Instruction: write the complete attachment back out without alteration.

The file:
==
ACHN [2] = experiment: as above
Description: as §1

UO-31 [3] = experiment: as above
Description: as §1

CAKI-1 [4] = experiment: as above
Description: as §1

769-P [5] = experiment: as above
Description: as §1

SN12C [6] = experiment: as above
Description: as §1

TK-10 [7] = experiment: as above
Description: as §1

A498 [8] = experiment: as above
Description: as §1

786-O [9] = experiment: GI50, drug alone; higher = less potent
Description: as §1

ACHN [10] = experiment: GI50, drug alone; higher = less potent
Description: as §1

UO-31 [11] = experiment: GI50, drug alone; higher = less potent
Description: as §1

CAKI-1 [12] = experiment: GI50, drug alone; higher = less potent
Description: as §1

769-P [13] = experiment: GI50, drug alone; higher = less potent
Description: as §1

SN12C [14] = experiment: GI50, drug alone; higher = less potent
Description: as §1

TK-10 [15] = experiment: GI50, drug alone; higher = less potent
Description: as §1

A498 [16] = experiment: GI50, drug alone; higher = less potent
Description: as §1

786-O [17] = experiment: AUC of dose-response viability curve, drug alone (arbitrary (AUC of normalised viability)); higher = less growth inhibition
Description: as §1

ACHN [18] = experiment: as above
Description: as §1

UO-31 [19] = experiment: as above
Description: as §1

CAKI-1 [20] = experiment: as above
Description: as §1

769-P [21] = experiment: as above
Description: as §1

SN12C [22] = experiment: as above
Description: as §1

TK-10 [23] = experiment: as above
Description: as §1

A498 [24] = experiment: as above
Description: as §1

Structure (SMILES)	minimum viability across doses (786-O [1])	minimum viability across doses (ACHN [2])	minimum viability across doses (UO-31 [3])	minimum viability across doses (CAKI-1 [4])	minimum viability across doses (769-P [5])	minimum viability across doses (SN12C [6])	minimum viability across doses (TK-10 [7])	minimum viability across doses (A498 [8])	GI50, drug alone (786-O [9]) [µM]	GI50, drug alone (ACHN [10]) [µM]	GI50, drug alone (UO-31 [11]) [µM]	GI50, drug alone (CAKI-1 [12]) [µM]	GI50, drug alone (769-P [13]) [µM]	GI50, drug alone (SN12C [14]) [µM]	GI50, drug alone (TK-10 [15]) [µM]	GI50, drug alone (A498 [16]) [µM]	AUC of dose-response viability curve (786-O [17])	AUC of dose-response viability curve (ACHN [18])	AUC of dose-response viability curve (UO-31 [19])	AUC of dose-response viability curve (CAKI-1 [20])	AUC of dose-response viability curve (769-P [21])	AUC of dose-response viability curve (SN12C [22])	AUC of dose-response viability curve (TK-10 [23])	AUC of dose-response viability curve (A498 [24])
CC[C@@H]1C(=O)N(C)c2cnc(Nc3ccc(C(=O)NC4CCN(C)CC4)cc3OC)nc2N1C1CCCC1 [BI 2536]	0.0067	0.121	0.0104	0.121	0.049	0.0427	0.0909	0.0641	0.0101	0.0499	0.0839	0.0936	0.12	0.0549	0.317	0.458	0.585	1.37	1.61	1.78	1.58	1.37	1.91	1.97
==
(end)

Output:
ACHN [2] = experiment: as above
Description: as §1

UO-31 [3] = experiment: as above
Description: as §1

CAKI-1 [4] = experiment: as above
Description: as §1

769-P [5] = experiment: as above
Description: as §1

SN12C [6] = experiment: as above
Description: as §1

TK-10 [7] = experiment: as above
Description: as §1

A498 [8] = experiment: as above
Description: as §1

786-O [9] = experiment: GI50, drug alone; higher = less potent
Description: as §1

ACHN [10] = experiment: GI50, drug alone; higher = less potent
Description: as §1

UO-31 [11] = experiment: GI50, drug alone; higher = less potent
Description: as §1

CAKI-1 [12] = experiment: GI50, drug alone; higher = less potent
Description: as §1

769-P [13] = experiment: GI50, drug alone; higher = less potent
Description: as §1

SN12C [14] = experiment: GI50, drug alone; higher = less potent
Description: as §1

TK-10 [15] = experiment: GI50, drug alone; higher = less potent
Description: as §1

A498 [16] = experiment: GI50, drug alone; higher = less potent
Description: as §1

786-O [17] = experiment: AUC of dose-response viability curve, drug alone (arbitrary (AUC of normalised viability)); higher = less growth inhibition
Description: as §1

ACHN [18] = experiment: as above
Description: as §1

UO-31 [19] = experiment: as above
Description: as §1

CAKI-1 [20] = experiment: as above
Description: as §1

769-P [21] = experiment: as above
Description: as §1

SN12C [22] = experiment: as above
Description: as §1

TK-10 [23] = experiment: as above
Description: as §1

A498 [24] = experiment: as above
Description: as §1

Structure (SMILES)	minimum viability across doses (786-O [1])	minimum viability across doses (ACHN [2])	minimum viability across doses (UO-31 [3])	minimum viability across doses (CAKI-1 [4])	minimum viability across doses (769-P [5])	minimum viability across doses (SN12C [6])	minimum viability across doses (TK-10 [7])	minimum viability across doses (A498 [8])	GI50, drug alone (786-O [9]) [µM]	GI50, drug alone (ACHN [10]) [µM]	GI50, drug alone (UO-31 [11]) [µM]	GI50, drug alone (CAKI-1 [12]) [µM]	GI50, drug alone (769-P [13]) [µM]	GI50, drug alone (SN12C [14]) [µM]	GI50, drug alone (TK-10 [15]) [µM]	GI50, drug alone (A498 [16]) [µM]	AUC of dose-response viability curve (786-O [17])	AUC of dose-response viability curve (ACHN [18])	AUC of dose-response viability curve (UO-31 [19])	AUC of dose-response viability curve (CAKI-1 [20])	AUC of dose-response viability curve (769-P [21])	AUC of dose-response viability curve (SN12C [22])	AUC of dose-response viability curve (TK-10 [23])	AUC of dose-response viability curve (A498 [24])
CC[C@@H]1C(=O)N(C)c2cnc(Nc3ccc(C(=O)NC4CCN(C)CC4)cc3OC)nc2N1C1CCCC1 [BI 2536]	0.0067	0.121	0.0104	0.121	0.049	0.0427	0.0909	0.0641	0.0101	0.0499	0.0839	0.0936	0.12	0.0549	0.317	0.458	0.585	1.37	1.61	1.78	1.58	1.37	1.91	1.97